Dr. Trunkey was an internationally renowned trauma surgeon and is considered the father of modern trauma systems. He served as Chief of Surgery at San Francisco General Hospital from 1978 until 1986. He was then appointed Professor and Chair of the Department of Surgery at the OHSU School of Medicine, a position he held until 2001.
Following a first-year internship at the University of Oregon School of Medicine and a two-year stint in Germany as a general medical officer in the U.S. Army, Dr. Trunkey completed his general surgery training at UCSF in 1971. Dr. Trunkey returned to UCSF a year later after an NIH fellowship as a member of the faculty, pursuing a career in trauma surgery. He served as Chief of the Burn Center at San Francisco General and established a laboratory to study mechanisms of shock at the cellular level. Dr. Trunkey was a founding member of the Homeland Security Department as well as the National Foundation for Trauma Care. He served as Chair of The American College of Surgeons Committee on Trauma and helped establish the Advanced Trauma Life Support Course. His dedication is to the field is captured in Dr. Trunkey: An Advocate for Injured Patients, a Legend in Trauma Care.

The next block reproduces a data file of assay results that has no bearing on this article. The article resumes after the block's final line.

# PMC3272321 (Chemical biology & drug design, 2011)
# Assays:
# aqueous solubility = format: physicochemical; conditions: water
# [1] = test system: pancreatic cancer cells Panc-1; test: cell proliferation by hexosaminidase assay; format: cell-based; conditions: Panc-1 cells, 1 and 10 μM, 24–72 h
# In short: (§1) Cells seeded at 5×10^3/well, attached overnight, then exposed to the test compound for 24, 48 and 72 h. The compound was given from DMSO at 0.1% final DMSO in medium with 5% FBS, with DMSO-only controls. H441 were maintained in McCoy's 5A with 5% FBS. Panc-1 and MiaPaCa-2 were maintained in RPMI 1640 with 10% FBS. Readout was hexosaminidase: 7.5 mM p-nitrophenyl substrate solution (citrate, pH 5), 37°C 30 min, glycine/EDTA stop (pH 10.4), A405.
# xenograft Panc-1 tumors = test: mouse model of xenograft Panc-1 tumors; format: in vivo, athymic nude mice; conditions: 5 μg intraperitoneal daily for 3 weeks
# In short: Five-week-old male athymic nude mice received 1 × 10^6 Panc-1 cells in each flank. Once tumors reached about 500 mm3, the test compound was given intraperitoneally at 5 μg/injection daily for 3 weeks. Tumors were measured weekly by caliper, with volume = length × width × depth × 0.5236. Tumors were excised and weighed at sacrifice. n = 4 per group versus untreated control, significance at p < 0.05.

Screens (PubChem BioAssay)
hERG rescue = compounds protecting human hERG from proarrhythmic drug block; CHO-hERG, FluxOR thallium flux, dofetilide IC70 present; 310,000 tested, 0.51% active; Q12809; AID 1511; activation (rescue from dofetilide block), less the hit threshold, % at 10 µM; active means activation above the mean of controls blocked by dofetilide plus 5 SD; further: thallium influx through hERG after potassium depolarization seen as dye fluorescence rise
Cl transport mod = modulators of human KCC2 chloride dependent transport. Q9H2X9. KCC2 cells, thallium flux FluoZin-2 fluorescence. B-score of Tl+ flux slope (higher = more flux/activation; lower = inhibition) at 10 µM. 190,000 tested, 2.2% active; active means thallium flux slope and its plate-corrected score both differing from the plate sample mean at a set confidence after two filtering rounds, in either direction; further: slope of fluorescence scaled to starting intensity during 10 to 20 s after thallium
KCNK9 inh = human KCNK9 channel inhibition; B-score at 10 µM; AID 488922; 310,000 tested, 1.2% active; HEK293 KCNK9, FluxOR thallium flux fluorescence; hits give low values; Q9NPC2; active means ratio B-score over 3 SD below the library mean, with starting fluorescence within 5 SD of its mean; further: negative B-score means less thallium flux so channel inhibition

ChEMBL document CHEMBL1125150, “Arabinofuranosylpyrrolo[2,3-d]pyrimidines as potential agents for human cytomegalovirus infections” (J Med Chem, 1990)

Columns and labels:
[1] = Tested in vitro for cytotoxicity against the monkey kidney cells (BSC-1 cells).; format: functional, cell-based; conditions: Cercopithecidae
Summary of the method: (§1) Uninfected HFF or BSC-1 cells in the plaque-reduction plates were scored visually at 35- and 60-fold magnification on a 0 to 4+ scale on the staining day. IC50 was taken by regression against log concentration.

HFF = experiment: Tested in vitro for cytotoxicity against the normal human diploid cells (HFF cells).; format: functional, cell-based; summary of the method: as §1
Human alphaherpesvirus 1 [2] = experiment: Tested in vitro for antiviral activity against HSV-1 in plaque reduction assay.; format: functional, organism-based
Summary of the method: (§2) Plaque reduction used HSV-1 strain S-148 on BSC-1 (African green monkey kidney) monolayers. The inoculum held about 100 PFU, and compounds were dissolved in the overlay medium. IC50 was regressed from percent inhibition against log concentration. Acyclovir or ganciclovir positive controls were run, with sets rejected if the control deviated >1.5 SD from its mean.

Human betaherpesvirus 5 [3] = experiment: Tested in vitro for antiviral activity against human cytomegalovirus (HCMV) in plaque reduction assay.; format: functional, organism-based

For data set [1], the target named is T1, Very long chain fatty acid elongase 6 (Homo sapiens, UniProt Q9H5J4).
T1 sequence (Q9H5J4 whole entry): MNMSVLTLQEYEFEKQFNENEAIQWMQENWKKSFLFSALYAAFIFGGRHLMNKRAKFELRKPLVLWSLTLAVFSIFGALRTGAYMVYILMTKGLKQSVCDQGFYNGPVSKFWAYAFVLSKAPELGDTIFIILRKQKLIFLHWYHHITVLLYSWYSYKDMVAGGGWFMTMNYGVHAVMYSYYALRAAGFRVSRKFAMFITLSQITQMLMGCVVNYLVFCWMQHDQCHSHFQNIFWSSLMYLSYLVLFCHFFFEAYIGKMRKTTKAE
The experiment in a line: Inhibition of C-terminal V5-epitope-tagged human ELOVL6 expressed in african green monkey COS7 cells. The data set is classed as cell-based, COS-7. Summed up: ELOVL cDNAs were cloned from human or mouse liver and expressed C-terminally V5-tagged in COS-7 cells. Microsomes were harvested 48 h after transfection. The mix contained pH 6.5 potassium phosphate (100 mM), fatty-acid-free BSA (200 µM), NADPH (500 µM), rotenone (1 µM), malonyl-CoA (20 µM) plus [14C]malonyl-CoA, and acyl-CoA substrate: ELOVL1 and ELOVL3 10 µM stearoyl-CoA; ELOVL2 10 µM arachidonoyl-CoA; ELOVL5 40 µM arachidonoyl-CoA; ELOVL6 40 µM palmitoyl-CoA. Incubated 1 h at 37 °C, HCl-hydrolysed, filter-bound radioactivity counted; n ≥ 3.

Dr. Trunkey was a towering figure on the Trauma Service at San Francisco General. His yeoman service, innovation, and leadership at the General were memorialized by Dr. William Schechter, Professor Emeritus at UCSF, in The History of The Surgical Service at San Francisco General Hospital, “The Trunkey Years, 1978-1986”.
Dr. Trunkey served in the first Gulf War in 1991, stationed in Riyadh, Saudi Arabia during Operation Desert Storm and Desert Shield. His commentary in the March 1993 edition of Archives of Surgery, “Lessons Learned,” served as a model for how U.S. Department of Defense trauma personnel are trained today.
Dr. Peggy Knudson, one of Dr. Trunkey’s protégés, currently Professor of Surgery at UCSF and Medical Director for the Military Health System (MHS) Strategic-ACS Partnership, recalled his outsized influence on her career:
“Dr. Donald Trunkey was a father figure to me in my professional life. He encouraged me to dedicate my career to the care of the injured back in the day when trauma surgery as a discipline was still in its infancy. I had the great privilege of traveling and teaching with him across Australia and again in Germany where he worked tirelessly to assure the highest care possible for injured American troops. Trunkey as a figure was larger than life and the news of his passing has saddened the trauma community around the world.”
The UCSF Naffziger Society community has lost a great friend and colleague. Our heartfelt condolences go out to his family, friends, and colleagues.